Safety of Electromagnetic Articulography in Patients With Pacemakers and Implantable Cardioverter-Defibrillators PurposeElectromagnetic articulography (EMA) uses a helmet to create alternating magnetic fields for tracking speech articulator movement. An important safety consideration is whether EMA magnetic fields interfere with the operation of speakers' pacemakers or implantable cardioverter-defibrillators (ICDs). In this investigation, individuals with pacemaker/ICD devices were exposed to EMA fields under controlled ... Research Note
Research Note  |   August 01, 2009
Safety of Electromagnetic Articulography in Patients With Pacemakers and Implantable Cardioverter-Defibrillators
 
Author Affiliations & Notes
  • Jose A. Joglar
    The University of Texas Southwestern Medical Center, Dallas, TX
  • Carol Nguyen
    The University of Texas Southwestern Medical Center, Dallas, TX
  • Diane M. Garst
    Dallas Veterans Administration Research Corporation, Dallas, TX
  • William F. Katz
    The University of Texas at Dallas
  • Contact author: William F. Katz, The University of Texas at Dallas, Callier Center for Communication Disorders, 1966 Inwood Road., Dallas, TX 75235-7298. E-mail: wkatz@utdallas.edu.
Article Information
Speech, Voice & Prosodic Disorders / Speech, Voice & Prosody / Speech
Research Note   |   August 01, 2009
Safety of Electromagnetic Articulography in Patients With Pacemakers and Implantable Cardioverter-Defibrillators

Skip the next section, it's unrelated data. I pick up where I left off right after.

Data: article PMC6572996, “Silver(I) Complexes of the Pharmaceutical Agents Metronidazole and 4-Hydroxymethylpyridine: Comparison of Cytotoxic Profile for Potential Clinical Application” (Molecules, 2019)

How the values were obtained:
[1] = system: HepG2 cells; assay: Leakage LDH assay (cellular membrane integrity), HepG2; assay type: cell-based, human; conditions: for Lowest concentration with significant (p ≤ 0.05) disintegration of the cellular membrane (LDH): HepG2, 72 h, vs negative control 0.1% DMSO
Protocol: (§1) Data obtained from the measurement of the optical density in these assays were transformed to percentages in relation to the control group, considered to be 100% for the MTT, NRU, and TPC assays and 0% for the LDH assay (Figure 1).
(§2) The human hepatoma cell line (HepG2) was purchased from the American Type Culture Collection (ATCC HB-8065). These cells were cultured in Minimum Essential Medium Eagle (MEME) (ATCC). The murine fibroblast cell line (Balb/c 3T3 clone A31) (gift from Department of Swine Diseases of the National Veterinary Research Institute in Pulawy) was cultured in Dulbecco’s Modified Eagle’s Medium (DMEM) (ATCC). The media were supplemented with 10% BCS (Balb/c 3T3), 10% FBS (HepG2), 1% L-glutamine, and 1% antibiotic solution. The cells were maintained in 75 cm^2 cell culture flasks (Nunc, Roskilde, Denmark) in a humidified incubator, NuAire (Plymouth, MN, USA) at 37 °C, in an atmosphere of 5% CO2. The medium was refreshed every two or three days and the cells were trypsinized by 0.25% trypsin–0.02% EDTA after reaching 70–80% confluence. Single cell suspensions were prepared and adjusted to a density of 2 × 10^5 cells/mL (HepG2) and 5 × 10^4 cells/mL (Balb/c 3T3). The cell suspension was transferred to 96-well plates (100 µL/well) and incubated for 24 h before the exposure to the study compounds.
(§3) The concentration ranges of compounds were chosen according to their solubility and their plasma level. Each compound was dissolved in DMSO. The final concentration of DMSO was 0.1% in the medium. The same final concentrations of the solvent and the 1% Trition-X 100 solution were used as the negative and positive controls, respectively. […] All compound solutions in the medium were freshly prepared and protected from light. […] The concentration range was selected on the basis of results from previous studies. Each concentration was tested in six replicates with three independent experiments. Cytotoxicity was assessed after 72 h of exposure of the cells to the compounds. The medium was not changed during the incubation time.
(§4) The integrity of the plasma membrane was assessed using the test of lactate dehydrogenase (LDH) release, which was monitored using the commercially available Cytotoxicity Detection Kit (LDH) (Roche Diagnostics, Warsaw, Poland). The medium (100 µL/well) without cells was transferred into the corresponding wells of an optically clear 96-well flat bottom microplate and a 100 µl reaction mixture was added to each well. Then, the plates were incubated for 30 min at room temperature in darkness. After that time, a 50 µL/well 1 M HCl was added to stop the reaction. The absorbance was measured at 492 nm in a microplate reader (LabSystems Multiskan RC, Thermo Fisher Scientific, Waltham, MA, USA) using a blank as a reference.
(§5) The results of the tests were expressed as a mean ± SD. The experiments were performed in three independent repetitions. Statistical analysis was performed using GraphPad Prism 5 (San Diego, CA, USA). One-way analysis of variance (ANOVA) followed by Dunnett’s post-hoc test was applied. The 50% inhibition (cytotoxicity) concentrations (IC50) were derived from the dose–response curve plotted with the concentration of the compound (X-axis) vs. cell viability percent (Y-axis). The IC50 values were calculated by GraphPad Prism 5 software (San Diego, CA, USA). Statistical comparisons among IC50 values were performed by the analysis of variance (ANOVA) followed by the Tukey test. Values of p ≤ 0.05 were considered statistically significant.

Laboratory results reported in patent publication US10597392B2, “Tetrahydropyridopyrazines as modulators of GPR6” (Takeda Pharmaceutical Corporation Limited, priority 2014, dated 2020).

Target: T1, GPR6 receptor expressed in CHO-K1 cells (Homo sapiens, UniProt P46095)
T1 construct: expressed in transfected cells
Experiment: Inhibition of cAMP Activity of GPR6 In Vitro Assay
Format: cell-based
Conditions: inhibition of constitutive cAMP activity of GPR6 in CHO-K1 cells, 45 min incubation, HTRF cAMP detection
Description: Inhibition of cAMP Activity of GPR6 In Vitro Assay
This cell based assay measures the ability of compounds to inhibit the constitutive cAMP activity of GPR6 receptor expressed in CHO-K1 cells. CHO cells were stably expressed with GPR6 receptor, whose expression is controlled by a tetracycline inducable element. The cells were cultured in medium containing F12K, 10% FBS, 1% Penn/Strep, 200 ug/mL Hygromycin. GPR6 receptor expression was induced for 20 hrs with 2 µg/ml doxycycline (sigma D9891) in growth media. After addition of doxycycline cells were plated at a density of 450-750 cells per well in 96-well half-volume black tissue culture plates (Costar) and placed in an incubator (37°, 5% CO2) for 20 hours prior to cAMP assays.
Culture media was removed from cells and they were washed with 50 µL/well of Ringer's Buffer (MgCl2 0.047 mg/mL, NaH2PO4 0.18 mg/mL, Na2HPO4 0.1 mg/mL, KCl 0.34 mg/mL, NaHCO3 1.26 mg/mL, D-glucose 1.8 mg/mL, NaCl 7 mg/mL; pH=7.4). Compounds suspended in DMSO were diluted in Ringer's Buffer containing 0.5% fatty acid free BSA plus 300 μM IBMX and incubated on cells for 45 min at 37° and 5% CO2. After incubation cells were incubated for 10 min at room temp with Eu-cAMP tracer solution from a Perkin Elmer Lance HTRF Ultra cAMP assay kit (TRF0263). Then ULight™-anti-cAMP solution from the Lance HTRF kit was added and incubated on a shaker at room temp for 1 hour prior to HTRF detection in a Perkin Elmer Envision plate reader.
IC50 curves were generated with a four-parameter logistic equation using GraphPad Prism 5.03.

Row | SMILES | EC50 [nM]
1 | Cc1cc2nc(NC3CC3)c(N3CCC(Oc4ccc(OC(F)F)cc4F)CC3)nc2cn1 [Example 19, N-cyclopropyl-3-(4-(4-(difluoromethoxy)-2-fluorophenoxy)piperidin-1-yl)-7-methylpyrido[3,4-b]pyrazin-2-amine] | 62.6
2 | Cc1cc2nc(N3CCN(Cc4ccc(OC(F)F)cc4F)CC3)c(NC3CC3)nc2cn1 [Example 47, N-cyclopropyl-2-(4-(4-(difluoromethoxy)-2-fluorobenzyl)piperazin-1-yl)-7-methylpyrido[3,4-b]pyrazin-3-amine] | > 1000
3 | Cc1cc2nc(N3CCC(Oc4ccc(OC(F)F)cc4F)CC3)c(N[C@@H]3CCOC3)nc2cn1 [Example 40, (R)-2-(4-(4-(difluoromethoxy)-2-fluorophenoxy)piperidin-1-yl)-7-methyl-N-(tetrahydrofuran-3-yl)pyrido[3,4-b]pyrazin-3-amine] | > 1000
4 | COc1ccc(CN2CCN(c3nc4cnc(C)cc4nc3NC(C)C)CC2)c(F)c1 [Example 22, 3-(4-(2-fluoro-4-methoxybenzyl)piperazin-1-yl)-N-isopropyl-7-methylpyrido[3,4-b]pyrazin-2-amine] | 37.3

Journal of Speech, Language, and Hearing Research, August 2009, Vol. 52, 1082-1087. doi:10.1044/1092-4388(2009/08-0028)
History: Received January 31, 2008 , Accepted October 12, 2008
 
Journal of Speech, Language, and Hearing Research, August 2009, Vol. 52, 1082-1087. doi:10.1044/1092-4388(2009/08-0028)
History: Received January 31, 2008; Accepted October 12, 2008

PurposeElectromagnetic articulography (EMA) uses a helmet to create alternating magnetic fields for tracking speech articulator movement. An important safety consideration is whether EMA magnetic fields interfere with the operation of speakers' pacemakers or implantable cardioverter-defibrillators (ICDs). In this investigation, individuals with pacemaker/ICD devices were exposed to EMA fields under controlled conditions while potential interference was examined.

MethodTwelve adults with pacemaker/ICD devices from 3 major manufacturers were assessed for device function before, during, and after exposure to magnetic fields from a Carstens AG100 EMA system. Potential interference was probed, with EMA transmitters positioned at varying distances from the implantable devices and with the EMA system set at different operating strengths.

ResultsNo adverse affects in device operation were observed under any conditions. The only potential complication was temporary telemetry-link interference during device testing in some cases.

ConclusionThe results suggest that EMA technology may be safely used with patients who have pacemakers and ICDs. However, the present findings do not rule out potential interference with other pacemaker/ICD manufacturers or with different articulography systems. Precautions are suggested for testing individuals with pacemaker/ICDs under EMA conditions.

Acknowledgments
This research was supported, in part, by the Department of Veterans Affairs, Veterans Health Administration, Rehabilitation Research and Development Service Award B3670R to Malcolm R. McNeil. We thank the participants for their help in this study. We also thank Paschal van Lieshout for insightful comments on an earlier version of the article.
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